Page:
Must-click link: The Many Crimes of Mel Hall

56 Comments

Mel Hall is a Major League Baseball version of “that guy” for people my age. He never starred, but he was visible. He never played for winning teams but he was a halfway-decent player for bad ones. You probably remember his baseball cards more than remember him playing. The name is just north of the anonymity line in that, when you hear it, it makes you think “oh, yeah, the ballplayer from the 80s,” whereas someone just a notch down from him would require a Baseball-Reference.com search to confirm that, yes, he did play in the bigs.

He’s also at a level where you can be forgiven if you didn’t give him a single thought after he stopped playing. And if you didn’t give him a single thought, it means you missed the fact that he was arrested, charged and convicted of raping multiple young girls — some as young as 12-years-old — during and following his playing career. He’s now in a Texas prison, where he’ll be for at least another 17 years.

Yesterday Greg Hanlon of SB Nation wrote an in-depth look at Mel Hall and his awful crimes. It’s not for the feint of heart. The term “monster” gets used for a lot of bad guys, but it is an understatement in Hall’s case. Hanlon, through an in-depth look at the police and court records and interviews with some of Hall’s victims, explains how Hall used his fame, his friendly, outgoing nature and no small amount of bald-faced lying to get close to the young girls on which he preyed.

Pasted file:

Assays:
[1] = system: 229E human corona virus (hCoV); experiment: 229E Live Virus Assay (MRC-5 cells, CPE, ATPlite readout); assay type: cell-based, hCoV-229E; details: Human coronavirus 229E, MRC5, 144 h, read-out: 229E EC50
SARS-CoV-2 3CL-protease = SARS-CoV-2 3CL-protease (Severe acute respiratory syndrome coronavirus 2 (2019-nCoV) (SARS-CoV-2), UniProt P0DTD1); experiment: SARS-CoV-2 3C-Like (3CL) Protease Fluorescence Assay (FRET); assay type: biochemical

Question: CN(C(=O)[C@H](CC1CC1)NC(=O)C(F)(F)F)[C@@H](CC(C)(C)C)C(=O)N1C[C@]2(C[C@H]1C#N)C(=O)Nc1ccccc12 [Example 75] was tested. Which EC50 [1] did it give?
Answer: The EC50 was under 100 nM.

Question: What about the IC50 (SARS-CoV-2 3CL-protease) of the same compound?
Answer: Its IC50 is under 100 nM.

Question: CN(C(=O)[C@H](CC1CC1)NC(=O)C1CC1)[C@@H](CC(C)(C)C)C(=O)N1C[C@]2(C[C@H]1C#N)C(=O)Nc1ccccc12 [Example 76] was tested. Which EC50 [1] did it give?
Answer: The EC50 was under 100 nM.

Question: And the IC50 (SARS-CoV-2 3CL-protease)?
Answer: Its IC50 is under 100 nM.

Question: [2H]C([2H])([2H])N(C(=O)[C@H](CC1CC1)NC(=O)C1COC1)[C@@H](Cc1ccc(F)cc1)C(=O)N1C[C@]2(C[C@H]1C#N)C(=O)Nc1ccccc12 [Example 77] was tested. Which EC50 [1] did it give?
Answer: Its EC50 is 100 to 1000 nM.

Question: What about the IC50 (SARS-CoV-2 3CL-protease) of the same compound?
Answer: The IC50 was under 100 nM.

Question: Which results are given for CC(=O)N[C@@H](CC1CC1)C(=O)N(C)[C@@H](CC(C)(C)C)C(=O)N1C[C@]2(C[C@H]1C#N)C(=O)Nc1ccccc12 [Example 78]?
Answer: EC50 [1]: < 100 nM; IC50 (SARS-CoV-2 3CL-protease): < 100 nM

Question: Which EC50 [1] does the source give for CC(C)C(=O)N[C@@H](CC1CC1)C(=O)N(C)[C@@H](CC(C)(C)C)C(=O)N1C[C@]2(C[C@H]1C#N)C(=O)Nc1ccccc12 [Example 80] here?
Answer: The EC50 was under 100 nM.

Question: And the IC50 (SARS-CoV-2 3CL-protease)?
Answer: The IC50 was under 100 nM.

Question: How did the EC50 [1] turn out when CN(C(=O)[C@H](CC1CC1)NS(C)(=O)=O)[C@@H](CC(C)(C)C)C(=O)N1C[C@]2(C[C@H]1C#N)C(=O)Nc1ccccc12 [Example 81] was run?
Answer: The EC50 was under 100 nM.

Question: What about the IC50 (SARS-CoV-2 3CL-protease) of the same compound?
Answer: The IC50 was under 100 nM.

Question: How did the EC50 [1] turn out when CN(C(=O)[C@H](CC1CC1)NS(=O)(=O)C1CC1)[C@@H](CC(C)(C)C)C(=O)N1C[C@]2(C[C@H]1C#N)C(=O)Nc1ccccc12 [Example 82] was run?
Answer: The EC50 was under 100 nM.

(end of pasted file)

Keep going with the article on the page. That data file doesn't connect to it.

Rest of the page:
One clear takeaway here is that there is real evil in the world. But another one is that Hall couldn’t have done what he did nearly as easily if he had not been a professional athlete and if professional athletes were not treated the way they are treated in our society.

Report: Reds sign Ben Revere

Stephen Dunn/Getty Images
Leave a comment

The Reds have signed outfielder Ben Revere to a minor league contract with an invitation to spring training, Jon Heyman of FanRag Sports reports. Revere is expected to take home a salary between $1 million and $1.5 million if he makes the major league roster, Heyman adds.

Revere, 29, spent last season with the Angels. He batted a light .275/.308/.344 in 308 plate appearances. Revere does have some speed as he stole 21 bases last year.

Revere will try to earn a spot on the roster as a backup outfielder. The Reds’ starting spots are spoken for with Adam Duvall, Billy Hamilton, and Scott Schebler.